10:49am: Bryant’s extension will be worth $48MM over two years, according to ESPN.com’s Chris Broussard (via Twitter). Shelburne tweets that the annual salaries will be $23.5MM in 2014/15 and $25MM in ’15/16. That should still leave the Lakers with enough room for a max free agent next summer, though it’ll be a tight fit.
10:43am: According to Ramona Shelburne of ESPN Los Angeles (via Twitter), Kobe’s new deal will make him the highest-paid player in the NBA over the next two seasons. The exact figures still aren’t known, but according to Mike Bresnahan of the Los Angeles Times (via Twitter), the extension will be worth between $40-50MM.
10:26am: The Lakers and Kobe Bryant have reached an agreement on a contract extension, the team announced today in a press release. The deal will keep Kobe off the free agent market in 2014, extending his contract by two years, according to the team.
“This is a very happy day for Lakers fans and for the Lakers organization,” said GM Mitch Kupchak in a statement. “We’ve said all along that our priority and hope was to have Kobe finish his career as a Laker, and this should ensure that that happens.”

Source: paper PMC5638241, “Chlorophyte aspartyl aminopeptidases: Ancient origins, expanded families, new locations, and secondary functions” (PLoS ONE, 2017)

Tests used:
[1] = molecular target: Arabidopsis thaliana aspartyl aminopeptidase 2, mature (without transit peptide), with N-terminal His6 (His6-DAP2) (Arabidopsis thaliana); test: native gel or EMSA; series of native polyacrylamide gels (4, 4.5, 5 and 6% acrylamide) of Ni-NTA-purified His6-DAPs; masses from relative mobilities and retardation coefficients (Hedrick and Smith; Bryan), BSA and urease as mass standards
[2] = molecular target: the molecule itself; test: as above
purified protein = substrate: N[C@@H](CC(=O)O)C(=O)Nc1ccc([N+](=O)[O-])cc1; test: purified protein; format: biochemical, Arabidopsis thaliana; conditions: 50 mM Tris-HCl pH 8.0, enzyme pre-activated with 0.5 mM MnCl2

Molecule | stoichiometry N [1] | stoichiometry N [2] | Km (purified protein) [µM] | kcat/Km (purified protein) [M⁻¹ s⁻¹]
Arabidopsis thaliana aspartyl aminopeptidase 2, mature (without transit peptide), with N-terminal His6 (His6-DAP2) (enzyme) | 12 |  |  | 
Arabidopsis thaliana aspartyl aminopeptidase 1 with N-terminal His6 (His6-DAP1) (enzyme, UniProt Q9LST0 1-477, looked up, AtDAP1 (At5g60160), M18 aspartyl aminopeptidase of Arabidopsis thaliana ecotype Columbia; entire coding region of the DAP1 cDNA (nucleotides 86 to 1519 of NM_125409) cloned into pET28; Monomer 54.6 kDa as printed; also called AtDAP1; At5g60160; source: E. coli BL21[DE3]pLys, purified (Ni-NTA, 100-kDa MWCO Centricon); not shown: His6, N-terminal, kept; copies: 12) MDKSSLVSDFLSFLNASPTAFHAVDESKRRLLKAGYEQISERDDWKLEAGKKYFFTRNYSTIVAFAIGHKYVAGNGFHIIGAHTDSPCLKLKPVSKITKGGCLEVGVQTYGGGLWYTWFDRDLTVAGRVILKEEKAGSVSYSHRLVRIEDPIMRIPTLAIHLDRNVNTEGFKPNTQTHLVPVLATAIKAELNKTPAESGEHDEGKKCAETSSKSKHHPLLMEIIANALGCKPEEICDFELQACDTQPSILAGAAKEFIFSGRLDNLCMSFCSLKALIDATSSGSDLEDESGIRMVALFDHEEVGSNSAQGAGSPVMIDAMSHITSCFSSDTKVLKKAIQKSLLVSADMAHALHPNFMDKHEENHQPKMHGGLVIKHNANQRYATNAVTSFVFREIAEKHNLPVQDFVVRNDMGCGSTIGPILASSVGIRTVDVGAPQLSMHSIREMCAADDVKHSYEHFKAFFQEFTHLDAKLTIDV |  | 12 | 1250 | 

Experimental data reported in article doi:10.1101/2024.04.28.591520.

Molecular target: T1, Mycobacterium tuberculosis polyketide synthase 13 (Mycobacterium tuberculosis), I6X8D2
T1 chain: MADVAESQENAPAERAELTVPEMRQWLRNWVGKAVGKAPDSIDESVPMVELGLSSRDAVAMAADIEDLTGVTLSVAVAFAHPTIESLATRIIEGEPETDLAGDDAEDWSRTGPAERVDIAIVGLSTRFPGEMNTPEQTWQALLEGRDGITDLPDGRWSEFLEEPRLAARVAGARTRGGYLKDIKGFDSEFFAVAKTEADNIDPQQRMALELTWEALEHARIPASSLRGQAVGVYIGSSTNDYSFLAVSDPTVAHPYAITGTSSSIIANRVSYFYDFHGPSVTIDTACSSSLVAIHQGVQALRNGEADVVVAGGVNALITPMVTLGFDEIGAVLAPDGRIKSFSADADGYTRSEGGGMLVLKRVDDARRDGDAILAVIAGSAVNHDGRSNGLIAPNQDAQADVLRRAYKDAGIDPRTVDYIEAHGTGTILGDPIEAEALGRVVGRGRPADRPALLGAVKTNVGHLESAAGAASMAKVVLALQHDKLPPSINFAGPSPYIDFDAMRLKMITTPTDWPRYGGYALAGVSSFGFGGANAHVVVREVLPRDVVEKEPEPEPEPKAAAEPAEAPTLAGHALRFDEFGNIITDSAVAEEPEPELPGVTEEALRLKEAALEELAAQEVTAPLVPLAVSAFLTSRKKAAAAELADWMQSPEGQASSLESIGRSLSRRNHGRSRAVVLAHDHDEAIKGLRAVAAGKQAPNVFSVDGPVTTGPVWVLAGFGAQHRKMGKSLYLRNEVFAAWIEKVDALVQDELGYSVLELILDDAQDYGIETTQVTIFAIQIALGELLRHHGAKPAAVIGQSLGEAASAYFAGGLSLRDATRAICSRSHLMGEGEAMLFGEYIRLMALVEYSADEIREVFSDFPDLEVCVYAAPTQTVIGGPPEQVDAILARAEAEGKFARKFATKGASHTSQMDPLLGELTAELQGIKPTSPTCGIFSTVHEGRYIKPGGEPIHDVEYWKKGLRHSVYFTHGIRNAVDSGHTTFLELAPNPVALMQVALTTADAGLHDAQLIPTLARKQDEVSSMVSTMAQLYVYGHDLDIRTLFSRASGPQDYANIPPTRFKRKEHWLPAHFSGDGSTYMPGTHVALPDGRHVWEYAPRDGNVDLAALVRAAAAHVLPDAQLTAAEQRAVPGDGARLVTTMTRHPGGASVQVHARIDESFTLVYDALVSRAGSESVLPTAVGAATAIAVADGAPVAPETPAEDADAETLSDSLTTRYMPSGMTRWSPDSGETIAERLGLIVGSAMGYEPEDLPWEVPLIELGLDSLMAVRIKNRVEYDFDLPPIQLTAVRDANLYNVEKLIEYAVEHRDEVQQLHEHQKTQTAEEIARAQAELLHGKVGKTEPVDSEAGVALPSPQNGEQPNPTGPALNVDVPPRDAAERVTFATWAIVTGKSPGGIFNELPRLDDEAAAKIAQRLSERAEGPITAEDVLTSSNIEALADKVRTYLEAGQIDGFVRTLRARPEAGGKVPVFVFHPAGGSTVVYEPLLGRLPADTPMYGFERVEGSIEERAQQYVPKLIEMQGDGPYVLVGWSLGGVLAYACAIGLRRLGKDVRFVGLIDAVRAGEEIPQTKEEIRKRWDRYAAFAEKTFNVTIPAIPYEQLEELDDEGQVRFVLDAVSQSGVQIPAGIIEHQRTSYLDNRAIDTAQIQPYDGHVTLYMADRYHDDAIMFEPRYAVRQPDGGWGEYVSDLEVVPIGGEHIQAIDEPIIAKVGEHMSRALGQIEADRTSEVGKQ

We heard in September that Bryant and the Lakers had yet to begun discussing an extension, but those negotiations were expected to happen at some point before Kobe’s contract expired. A month ago, executive VP Jim Buss vowed that the longtime Lakers star wouldn’t get to free agency, so the team made good on that promise.
When I examined Kobe as an extension candidate earlier this month, I predicted that he’d sign a two- or three-year extension at some point after he returned from his Achilles injury. The fact that the Lakers completed the deal before he appeared in a game this season suggests that the team believes he made a full recovery.
While Kobe would be eligible for a salary worth north of $32MM in the first year of his new deal, he almost certainly agreed to a pay cut from this year’s $30MM+ salary. The two-year contract will cut into the Lakers’ projected cap space for next summer, but depending on the annual cap hit for the extension, the club should still have plenty of room to pursue free agents.